We collaborated with TOPO on the Online Community Playbook (register to download your copy). It provides a comprehensive plan for building and managing your online community. We decided to extract our favorite quotes from the playbook to share with our readers (that's you!). Hope you enjoy them.
Quotes from The Playbook
A Place to Call Home
"The most powerful way a company can add value is to provide a place where prospects, customers and the company itself can interact."
I grabbed this quote from the introduction of the playbook. Organizations derive a lot of value hosting interactions on external social network sites, such as Facebook, Twitter and LinkedIn. Those external sites should be complemented by a "home base" provided by the organization. Here, one can more directly steer (but not control) the conversation. And, having full access to the underlying data provides a level of actionable insights that are not available on the social network sites.
If You Build It, They Will Come
"The good news is that it's never been easier to build an online community."
We stand on the shoulders of giants. In other words, existing online communities have developed a set of best practices for community management. On top of that, we've become quite comfortable "being social" as end users of Twitter, Facebook and Instagram. And lastly, online community platforms are delivered as a service (i.e. Software as a Service), which pushes technology (and infrastructure) hurdles to the side. Let's go.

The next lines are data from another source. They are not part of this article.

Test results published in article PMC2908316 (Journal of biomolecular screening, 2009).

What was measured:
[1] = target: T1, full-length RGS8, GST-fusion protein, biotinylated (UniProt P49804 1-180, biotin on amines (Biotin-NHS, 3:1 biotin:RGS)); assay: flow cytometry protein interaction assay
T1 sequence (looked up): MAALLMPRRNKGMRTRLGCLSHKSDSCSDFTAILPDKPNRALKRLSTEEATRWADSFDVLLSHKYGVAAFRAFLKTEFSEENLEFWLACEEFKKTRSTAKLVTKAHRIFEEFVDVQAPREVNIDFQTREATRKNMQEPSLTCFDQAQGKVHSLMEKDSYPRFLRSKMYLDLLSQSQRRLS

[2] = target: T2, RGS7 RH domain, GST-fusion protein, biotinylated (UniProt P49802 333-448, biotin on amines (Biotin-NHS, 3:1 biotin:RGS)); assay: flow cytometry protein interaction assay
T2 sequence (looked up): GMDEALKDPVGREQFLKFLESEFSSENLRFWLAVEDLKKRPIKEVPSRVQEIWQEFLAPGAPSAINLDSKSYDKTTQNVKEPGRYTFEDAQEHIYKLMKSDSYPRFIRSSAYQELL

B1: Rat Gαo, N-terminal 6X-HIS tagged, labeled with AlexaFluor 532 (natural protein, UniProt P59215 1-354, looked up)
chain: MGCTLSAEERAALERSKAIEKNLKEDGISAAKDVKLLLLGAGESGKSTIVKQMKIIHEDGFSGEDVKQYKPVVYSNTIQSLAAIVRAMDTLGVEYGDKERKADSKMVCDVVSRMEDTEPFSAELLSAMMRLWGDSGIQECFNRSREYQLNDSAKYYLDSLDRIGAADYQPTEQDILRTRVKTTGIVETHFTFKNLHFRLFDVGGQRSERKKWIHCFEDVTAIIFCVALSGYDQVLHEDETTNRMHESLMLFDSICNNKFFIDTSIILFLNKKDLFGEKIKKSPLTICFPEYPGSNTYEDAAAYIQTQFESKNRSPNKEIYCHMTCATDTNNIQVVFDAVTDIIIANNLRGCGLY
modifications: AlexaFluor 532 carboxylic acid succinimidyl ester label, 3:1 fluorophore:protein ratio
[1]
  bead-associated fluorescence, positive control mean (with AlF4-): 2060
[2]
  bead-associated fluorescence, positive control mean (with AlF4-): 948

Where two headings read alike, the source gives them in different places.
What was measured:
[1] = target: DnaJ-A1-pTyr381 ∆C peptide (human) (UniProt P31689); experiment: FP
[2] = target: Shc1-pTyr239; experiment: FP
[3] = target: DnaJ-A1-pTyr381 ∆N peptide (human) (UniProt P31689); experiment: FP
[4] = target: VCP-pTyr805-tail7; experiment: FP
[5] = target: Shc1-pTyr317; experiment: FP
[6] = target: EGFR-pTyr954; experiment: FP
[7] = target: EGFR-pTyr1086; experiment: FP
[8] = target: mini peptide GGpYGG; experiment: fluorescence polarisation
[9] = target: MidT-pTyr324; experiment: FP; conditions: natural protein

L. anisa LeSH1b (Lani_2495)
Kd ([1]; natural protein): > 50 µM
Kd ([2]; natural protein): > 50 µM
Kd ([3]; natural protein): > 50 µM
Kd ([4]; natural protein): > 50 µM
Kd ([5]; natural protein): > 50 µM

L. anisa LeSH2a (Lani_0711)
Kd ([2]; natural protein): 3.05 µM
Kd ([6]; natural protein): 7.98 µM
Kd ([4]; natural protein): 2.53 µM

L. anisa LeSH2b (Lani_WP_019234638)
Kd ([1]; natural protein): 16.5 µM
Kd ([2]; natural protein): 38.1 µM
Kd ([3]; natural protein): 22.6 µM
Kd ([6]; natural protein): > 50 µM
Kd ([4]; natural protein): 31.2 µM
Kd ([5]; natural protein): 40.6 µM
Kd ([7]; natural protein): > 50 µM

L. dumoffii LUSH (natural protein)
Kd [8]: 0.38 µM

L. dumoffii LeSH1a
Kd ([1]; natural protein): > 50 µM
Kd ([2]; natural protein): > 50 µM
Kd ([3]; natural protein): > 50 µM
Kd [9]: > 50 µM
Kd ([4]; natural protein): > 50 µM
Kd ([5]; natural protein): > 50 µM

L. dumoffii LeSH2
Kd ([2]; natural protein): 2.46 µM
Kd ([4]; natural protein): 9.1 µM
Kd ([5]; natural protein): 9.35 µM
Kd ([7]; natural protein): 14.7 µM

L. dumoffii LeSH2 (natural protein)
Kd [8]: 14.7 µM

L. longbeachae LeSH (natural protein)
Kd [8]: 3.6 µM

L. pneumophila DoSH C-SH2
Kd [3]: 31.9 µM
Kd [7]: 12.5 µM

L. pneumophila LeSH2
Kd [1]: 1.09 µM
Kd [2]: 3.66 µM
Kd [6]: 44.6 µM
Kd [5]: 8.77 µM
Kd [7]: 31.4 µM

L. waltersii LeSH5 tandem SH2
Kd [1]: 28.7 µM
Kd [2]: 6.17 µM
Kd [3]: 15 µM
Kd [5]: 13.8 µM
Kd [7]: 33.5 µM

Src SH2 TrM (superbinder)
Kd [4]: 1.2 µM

Know Your Value Proposition
"The most successful online communities provide something that your prospects and customers want."
It's an existence proof of sorts: why are we here? Or more correctly, why are my customers here? Make sure you answer that question up front and continually provide reasons for your customers (and prospects) to return. It usually revolves around three things: content, connections and interactions.
It's All in the Plan
"The best online communities start with a good plan."
It's not surprising that a playbook would recommend having a solid plan. A good plan includes a listing of your community's strategic objectives, tactics for targeting new members, processes and activities for community managers and details on technology and metrics.
Plant the Seeds
"Identify and recruit a small group of early adopters who will drive the early activity."
All beautiful gardens start with the planting of a few seeds. Early adopters are critical because they give your online community firm footing. It's important to have a base level of activity as new members join the community. It's just like a restaurant: you see lots of empty tables and you decide to look for a more popular joint.
Be The Compass
"Make members aware of activities in the community that are relevant to them."
Community managers must "show the way" to community members, pointing out discussion threads or posts of particular relevance. This requires an understanding of the unique "personas" within the community, along with the particular needs and interests of each persona. Provide the wrong information to the wrong person and you'll quickly lose their confidence.
Recognize and Reward
"You should make sure to recognize members who participate in the community."
We all like to be recognized. Use a combination of personal touch (e.g. a blog posting or an email to acknowledge a particular member's contributions), along with "built in" reward systems, such as leaderboards, badges and privileges. If members know that their activities and contributions are appreciated, they'll be encouraged to remain involved and active.
Download the playbook
If you liked these tips, feel free to register to download your copy of the playbook.
Recently, Scott Albro of TOPO presented a webinar on the playbook. You can register to view the webinar replay. Alternatively, feel free to browse the slides below.